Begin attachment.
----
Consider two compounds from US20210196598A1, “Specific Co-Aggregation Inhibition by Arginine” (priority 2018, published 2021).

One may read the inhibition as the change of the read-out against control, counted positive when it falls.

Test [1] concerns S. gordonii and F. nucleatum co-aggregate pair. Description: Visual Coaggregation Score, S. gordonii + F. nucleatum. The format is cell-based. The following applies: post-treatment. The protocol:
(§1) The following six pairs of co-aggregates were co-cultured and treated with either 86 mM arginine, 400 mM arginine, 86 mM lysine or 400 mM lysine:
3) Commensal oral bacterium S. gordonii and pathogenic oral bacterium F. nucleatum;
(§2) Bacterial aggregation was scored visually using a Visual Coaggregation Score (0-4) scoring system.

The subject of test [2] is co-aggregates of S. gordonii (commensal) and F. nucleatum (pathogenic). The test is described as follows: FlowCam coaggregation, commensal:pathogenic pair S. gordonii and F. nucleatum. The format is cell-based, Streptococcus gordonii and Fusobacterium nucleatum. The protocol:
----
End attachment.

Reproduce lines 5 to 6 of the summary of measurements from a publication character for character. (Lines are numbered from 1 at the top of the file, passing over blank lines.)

3) Commensal oral bacterium S. gordonii and pathogenic oral bacterium F. nucleatum;
(§2) Bacterial aggregation was scored visually using a Visual Coaggregation Score (0-4) scoring system.